NEWS
By NEW YORK TIMES NEWS SERVICE | January 11, 1997
PONTIAC, Mich. -- Saying that any renewed attempt to prosecute Dr. Jack Kevorkian would be "an exercise in futility," the new Oakland County prosecutor, David Gorcyca, dismissed a long list of assisted-suicide charges his predecessor had filed against the retired pathologist and two assistants in October."
NEWS
By Alan J. Craver and Alan J. Craver,Staff writer | November 10, 1991
A Harford Circuit Court judge has denied a request by a Havre de Grace contracting company for a summary judgment in its civil suit against the developers of the Major's Choice subdivision in Bel Air.Judge Cypert O. Whitfill's order, issued Monday, means that the case will be scheduled for trial. The trial has not been scheduled.The contractor, Majors Inc., is seeking $125,202 in damages from the Majors Choice Limited Partnership, Shehan & McGee Associates, andits two partners, Robert W. McGee and George Shehan, both of Bel Air.Majors Inc. contends in its suit, filed Sept.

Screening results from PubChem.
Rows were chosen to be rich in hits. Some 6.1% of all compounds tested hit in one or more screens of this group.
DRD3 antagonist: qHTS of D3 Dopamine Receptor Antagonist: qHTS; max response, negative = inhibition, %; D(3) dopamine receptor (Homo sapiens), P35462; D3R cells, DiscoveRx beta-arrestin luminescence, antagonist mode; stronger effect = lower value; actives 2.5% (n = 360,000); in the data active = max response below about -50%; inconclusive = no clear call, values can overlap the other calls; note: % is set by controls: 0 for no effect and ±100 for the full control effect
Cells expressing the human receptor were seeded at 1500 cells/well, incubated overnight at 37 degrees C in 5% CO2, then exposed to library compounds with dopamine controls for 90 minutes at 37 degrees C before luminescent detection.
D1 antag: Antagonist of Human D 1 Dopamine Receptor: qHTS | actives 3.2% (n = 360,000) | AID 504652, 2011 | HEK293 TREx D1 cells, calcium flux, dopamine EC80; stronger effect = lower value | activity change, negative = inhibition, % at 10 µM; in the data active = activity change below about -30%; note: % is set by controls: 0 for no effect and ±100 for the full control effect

NEWS
By Justin George and The Baltimore Sun | September 15, 2014
Montgomery County police investigators suspect a Clarksburg mother killed two young children who have been missing for more than a week, police said on Monday. Sarah Hoggle, 3, and Jacob Hoggle, 2, have been missing since Sept. 8. Authorities are investigating their mother, Catherine Hoggle, 27, in their possible deaths. Hoggle had also gone missing for a few days after her common-law husband became suspicious about the kids' whereabouts. "We keep a ray of hope that Sarah and Jacob will be reunited with their family," Police Capt.
NEWS
By Gregory P. Kane | October 14, 1993
DURING the seventh day of deliberations in the case of the two men accused of beating truck driver Reginald Denny during last year's Los Angeles riots, one of the regular jurors was replaced by an alternate. The jurors had to renew deliberations from the beginning, because the alternate was not in on the original deliberations.The juror, an elderly woman known only as Juror 373, was dismissed for "failing to deliberate as the law defines it," the elegant legalese the judge in the case used.